Voices for Recovery
Jo Anne Stone
Growing up, I had everything going for me—I was an honor student, cheerleader, athlete, and student council member. But even though my father is dependent on alcohol and I swore I wouldn't follow in his footsteps, I started using alcohol and drugs at age 13. I believed I was different and I could control it.
I thought I was controlling it until age 32, when I finally hit bottom with no job, no car, and no home. I called my sister, who was already in recovery, and with her support went to a 6-month treatment program. Since achieving recovery, I have returned to school, received my bachelor's degree, and became a certified addictions professional. I opened my own treatment center in July 2010.
Today, I define myself as a wife, daughter, grandmother, and business owner, as well as a person in recovery for 17 years. Despite the hardships I've faced, I love my life and wouldn't trade anything I have been through. My experience has made me more determined to succeed and a better counselor to my clients, whose experiences I can understand firsthand.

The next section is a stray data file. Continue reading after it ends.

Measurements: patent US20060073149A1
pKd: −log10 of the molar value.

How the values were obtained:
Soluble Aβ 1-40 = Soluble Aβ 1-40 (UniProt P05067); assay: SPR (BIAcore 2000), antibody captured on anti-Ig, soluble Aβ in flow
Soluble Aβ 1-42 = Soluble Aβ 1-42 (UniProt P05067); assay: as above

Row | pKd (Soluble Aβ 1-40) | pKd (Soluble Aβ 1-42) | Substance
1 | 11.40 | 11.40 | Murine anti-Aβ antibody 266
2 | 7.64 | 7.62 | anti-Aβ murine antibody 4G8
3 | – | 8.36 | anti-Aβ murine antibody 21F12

In my professional life, I have conducted research on how to best treat criminal offenders with substance use disorders and how to avoid re-offenses. I have shared my story with Congress to promote the effectiveness of treatment, the possibility of recovery, and the need for adequate funding of services. I work daily to help others get better and live honest, productive lives. Last year, as part of Recovery Month, I was honored to be chosen as the Florida A&E Recovery Delegate and participated in a walk in Philadelphia and spoke at my hometown walk in Orlando.